Intra-ecclesial online brawls on doctrinal matters are now spreading among Christians in the East. A drift that the Maronite Church is now trying to counter with a singular initiative: a doctrinal handbook, with pastoral instructions, which paradoxically is directed not to those who approach Christianity for the first time, but to all those – priests, religious, self-proclaimed experts and “insiders”, internet “gurus”, and lay “militants” belonging some ecclesial acronym or gang – who on traditional media and social networks are turning the contents of the Catholic faith into a relentless battlefield.

The document, signed by the Maronite Patriarch Béchara Boutros Raï, is entitled “The truth that liberates and unites”: it was released on Monday 9 April, and presented as a doctrinal compendium to which all those who speak or debate on questions and issues concerning the Catholic faith and the teaching of the Church must adhere.

One of the declared objectives of the patriarchal pronouncement is to neutralize the spiral of controversy, personal attacks, poisonous doctrinal accusations launched against priests, bishops through small virtual doctrinal tribunals that are now multiplying even in the Maronite blogosphere, often using fake social media accounts. The patriarchal text tries to “set things straight” by claiming the magisterial function of ecclesiastical authority, represented “in the person of the Patriarch and the bishops”. The document calls on members of the clergy and religious communities to deal with doctrinal and ethical issues in the media only after obtaining the authorization of their own bishop or superior; it reminds all “web communicators” the canonical dispositions that would eventually affect those who misuse the media to transmit ideas and contents that are not compatible with the teaching of the Church, or those who slander others by acting far from any spirit of “fraternal correction”.

In Chapter VI, the one containing pastoral indications, the Maronite Patriarch reaffirms that those who use social media, writings, teaching and any other activity to spread content incompatible with the doctrine of the Church are sinning against Christ, “who taught the truth and handed it over to the Church”. In this regard, the document reiterates that under “Church laws and special Maronite law”, members of diocesan and religious clergy who wish to use the media to present programs or deal with matters of faith must obtain special permission from the bishops of their dioceses and superiors.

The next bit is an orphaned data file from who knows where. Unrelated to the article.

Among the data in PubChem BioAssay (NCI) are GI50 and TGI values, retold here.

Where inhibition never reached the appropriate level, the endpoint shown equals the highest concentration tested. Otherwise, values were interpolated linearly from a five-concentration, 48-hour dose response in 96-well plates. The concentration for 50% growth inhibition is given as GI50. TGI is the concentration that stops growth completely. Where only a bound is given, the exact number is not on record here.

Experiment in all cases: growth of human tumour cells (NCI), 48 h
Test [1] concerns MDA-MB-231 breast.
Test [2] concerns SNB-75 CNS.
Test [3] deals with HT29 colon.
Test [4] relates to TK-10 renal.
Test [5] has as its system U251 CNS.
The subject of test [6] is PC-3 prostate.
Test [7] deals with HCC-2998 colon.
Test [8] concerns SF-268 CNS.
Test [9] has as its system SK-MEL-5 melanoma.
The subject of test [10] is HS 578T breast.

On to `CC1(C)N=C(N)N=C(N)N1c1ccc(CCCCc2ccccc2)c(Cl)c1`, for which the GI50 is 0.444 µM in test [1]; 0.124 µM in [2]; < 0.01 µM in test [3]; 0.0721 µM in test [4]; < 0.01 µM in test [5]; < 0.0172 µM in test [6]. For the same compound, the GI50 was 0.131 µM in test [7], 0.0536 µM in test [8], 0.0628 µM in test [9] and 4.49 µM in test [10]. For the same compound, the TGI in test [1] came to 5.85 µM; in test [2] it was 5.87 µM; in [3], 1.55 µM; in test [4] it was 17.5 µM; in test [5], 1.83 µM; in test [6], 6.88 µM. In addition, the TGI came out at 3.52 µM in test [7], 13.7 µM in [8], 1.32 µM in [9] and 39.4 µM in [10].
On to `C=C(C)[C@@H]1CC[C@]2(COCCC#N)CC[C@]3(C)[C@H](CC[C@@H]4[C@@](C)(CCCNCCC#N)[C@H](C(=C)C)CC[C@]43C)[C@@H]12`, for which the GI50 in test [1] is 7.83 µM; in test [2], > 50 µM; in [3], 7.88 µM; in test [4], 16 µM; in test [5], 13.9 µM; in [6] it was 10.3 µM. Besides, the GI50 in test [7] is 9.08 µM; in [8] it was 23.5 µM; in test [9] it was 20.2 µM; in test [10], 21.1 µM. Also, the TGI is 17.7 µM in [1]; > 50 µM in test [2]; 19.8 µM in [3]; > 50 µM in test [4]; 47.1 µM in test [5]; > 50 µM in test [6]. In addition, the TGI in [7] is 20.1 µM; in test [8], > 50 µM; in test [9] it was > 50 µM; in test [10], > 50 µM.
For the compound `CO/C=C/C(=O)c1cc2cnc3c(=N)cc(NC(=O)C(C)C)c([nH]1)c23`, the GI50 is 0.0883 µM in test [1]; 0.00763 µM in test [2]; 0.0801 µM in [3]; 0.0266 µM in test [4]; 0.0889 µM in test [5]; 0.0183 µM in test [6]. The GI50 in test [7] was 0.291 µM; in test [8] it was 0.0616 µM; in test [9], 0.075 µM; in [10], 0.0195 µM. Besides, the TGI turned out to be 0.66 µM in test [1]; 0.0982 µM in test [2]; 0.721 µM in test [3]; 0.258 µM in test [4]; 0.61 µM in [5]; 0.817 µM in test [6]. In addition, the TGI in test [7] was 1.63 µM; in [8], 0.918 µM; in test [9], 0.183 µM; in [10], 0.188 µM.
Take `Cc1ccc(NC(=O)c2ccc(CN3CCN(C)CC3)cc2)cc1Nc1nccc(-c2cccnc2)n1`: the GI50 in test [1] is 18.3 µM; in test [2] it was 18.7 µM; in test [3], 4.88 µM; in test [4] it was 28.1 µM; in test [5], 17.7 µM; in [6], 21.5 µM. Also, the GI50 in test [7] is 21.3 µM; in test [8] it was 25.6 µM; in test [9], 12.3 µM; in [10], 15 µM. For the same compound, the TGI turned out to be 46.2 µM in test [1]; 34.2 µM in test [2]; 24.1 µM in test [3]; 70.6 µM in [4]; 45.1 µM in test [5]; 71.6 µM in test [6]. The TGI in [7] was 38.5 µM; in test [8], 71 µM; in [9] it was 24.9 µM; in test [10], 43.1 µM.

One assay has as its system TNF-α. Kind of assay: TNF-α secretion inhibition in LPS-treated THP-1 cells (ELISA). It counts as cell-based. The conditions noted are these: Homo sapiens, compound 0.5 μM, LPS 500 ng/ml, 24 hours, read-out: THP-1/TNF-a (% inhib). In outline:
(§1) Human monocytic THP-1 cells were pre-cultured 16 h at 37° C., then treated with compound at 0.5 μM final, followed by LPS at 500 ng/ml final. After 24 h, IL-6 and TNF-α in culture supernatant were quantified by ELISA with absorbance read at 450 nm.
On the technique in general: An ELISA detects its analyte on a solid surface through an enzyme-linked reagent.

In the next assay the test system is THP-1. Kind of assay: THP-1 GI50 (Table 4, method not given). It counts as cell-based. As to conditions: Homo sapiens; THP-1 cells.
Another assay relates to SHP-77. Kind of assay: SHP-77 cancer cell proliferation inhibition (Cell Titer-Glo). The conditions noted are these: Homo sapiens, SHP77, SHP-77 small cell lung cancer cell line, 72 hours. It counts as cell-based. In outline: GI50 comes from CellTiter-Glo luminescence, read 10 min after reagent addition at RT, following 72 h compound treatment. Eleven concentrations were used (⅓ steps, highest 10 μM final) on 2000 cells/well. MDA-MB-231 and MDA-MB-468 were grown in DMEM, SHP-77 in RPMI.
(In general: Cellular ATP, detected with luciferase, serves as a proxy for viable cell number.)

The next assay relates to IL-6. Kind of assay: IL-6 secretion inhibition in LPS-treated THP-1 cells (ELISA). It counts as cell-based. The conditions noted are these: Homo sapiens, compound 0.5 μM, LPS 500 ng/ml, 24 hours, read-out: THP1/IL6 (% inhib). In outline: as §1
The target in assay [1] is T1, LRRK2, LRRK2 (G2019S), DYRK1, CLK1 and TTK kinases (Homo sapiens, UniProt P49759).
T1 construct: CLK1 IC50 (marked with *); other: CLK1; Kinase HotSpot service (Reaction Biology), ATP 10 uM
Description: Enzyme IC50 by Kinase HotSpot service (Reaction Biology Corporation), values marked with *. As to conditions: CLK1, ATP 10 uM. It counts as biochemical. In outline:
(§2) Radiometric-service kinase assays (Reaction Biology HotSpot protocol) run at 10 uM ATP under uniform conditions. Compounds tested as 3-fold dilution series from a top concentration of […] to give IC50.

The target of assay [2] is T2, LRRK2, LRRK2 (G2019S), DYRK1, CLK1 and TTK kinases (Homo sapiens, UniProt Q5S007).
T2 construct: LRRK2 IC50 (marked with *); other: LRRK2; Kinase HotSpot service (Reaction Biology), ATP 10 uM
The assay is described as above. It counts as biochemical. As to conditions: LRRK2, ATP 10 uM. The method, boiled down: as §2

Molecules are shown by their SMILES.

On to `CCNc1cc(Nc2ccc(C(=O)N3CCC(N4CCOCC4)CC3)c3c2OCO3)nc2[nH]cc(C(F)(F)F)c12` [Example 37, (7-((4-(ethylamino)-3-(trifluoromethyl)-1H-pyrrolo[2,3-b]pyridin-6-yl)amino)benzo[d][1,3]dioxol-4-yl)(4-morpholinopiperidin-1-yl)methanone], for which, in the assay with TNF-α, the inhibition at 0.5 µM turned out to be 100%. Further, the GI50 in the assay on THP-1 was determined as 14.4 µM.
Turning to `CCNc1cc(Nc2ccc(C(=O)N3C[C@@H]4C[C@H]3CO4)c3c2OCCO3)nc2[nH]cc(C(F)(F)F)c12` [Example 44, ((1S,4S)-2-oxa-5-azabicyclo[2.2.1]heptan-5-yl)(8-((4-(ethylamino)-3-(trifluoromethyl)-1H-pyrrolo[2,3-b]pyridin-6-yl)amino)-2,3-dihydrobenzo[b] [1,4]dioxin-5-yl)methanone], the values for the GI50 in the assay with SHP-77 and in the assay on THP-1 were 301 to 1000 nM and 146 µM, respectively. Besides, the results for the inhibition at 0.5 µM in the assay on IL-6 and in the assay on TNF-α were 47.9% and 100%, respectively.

Already in June 2017, during their annual synod – as Fides Agency reports – the Maronite bishops had requested the drafting of a theological-pastoral compendium that would also serve as a reference tool to attempt to regulate online disputes over doctrinal issues. On that occasion, Patriarch Béchara Boutros Raï denounced the weakening of the “theological, dogmatic and spiritual preparation” of the clergy, which he linked to the phenomenon of priests committed to self-applauding for their presence on the media.

It is still too early to measure the effects of the Maronite Patriarchate’ initiative taken in an attempt to counter the fierce controversy and personal attacks that loom over the ecclesial environment. Most certainly the pastoral concern and critical approach expressed in the document echo some of the considerations expressed in Gaudete et exsultate, Pope Francis’ last Apostolic Exhortation,“Christians too “ the Bishop of Rome writes in the text he signed last March 19 “can be caught up in networks of verbal violence through the internet and the various forums of digital communication. Even in Catholic media, limits can be overstepped, defamation and slander can become commonplace, and all ethical standards and respect for the good name of others can be abandoned”. Thus – the Pope adds – “ people look to compensate for their own discontent by lashing out at others”. While it would be appropriate to keep in mind, especially within the Church, that “ It is not good when we look down on others like heartless judges, lording it over them and always trying to teach them lessons “.

Full story at La Stampa.